Salesforce attributed the lowered guidance to a mixture of currency headwinds and subsequent shifts in customer buying patterns. “The foreign exchange environment is obviously unprecedented,” co-CEO Marc Benioff said during the company’s earnings call.

But Salesforce’s performance across all its clouds is still strong, and the company also announced its first-ever share repurchase of up to $10 billion.

The company’s Slack bet also seems to be paying off, with the messaging app propelling Salesforce’s platform business to more than 50% revenue growth for the quarter. Salesforce’s data business, which includes Tableau and Mulesoft, had the lowest revenue growth of all the clouds, but still hit $1 billion, meaning all of Salesforce’s clouds passed the $1 billion revenue mark for the quarter.

Salesforce is still laser-focused on growth, but is being careful with hiring and still doesn't have any plans for major M&A, although Benioff teased the idea during the earnings call. “We have found a great company … and that company is Salesforce,” he said. He has a point.

— Aisha Counts (email | twitter)

'This is the job'

On Tuesday, many in the cybersecurity community threw their support behind Peiter "Mudge" Zatko, following his whistleblower complaint that accused Twitter of ignoring an array of major cybersecurity problems (among other issues). Zatko, who'd formerly been security head for the social media platform, had pointed out numerous shortcomings from out-of-date software in Twitter data centers, to nonexistent monitoring for insider threats, to lax controls around employee access to key systems.

Today, however, some have been airing a contrary cybersecurity point of view on the subject.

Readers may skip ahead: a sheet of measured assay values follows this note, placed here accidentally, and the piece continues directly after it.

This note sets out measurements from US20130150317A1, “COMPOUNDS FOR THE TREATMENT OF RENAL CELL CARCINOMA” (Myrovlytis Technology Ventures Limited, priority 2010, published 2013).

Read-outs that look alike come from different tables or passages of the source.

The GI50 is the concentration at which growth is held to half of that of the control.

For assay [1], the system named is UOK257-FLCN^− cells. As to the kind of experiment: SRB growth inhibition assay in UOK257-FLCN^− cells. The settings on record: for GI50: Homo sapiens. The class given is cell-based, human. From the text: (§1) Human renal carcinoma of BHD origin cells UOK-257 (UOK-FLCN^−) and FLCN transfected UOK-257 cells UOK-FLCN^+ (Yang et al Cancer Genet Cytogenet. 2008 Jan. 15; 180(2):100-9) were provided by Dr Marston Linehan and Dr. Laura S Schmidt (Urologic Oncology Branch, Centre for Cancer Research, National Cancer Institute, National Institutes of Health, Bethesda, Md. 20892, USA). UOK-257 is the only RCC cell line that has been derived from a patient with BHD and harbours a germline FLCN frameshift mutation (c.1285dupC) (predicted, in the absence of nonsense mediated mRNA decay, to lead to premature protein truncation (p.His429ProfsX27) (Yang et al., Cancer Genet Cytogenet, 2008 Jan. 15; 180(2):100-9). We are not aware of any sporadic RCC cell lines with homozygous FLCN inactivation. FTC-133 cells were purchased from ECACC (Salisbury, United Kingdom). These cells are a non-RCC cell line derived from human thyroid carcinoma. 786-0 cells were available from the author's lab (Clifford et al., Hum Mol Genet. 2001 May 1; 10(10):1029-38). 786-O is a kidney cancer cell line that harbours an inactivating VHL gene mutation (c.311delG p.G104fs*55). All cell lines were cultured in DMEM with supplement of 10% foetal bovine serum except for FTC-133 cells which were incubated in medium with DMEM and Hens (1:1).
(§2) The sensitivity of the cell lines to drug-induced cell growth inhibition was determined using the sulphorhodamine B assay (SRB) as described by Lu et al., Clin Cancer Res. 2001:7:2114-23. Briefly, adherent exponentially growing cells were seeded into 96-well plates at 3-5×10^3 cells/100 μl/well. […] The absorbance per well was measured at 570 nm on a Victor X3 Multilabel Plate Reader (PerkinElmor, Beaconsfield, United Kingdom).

"I do not know of a single working CISO who is not terrified of at least a dozen major issues that require immediate attention in the company — and who are frustrated with senior management," wrote Edward Amoroso, the former longtime chief security officer at AT&T, in a post on LinkedIn. "This is the job."

The CEO of virtual CISO service provider SideChannel, Brian Haugli, offered similar thoughts while speaking with me today. As a CISO, “your job is to unearth all of the stuff that could potentially be damaging — but then help realistically put it into expectations that [the executive team] can adjust to," he told me. "I don't think there's a single organization out there, even in the Fortune 500, that doesn't have similar problems to what Twitter is going through."

Regardless of what you think on these perspectives (and Amoroso’s take has prompted plenty of pushback, in the comments on his post and, of course, on Twitter), no one would argue that the apparent indifference of other executives to Zatko's findings is justified.

It's just that rather than Twitter being extraordinary, “this is the plight of security inside of organizations,” as Haugli put it to me. “You're constantly balancing what the business wants to be able to do, which is move fast, and what security wants."

— Kyle Alspach (email | twitter)

Around the enterprise

Nvidia’s second-quarter earnings results came in a whopping $1 billion short of revenue expectations thanks to consumer spending weakness, sending its stock plunging after hours despite solid results for its data center group.

Snowflake revenue grew 83% in its second quarter to $497 million,well above Wall Street’s expectations for the cloud data company.

The U.S. Army wants to see “much more rapid movement to the cloud” over the next 12 months, according to C4ISRNet, as the military-wide JWCC cloud contract continues to slog through the evaluation process.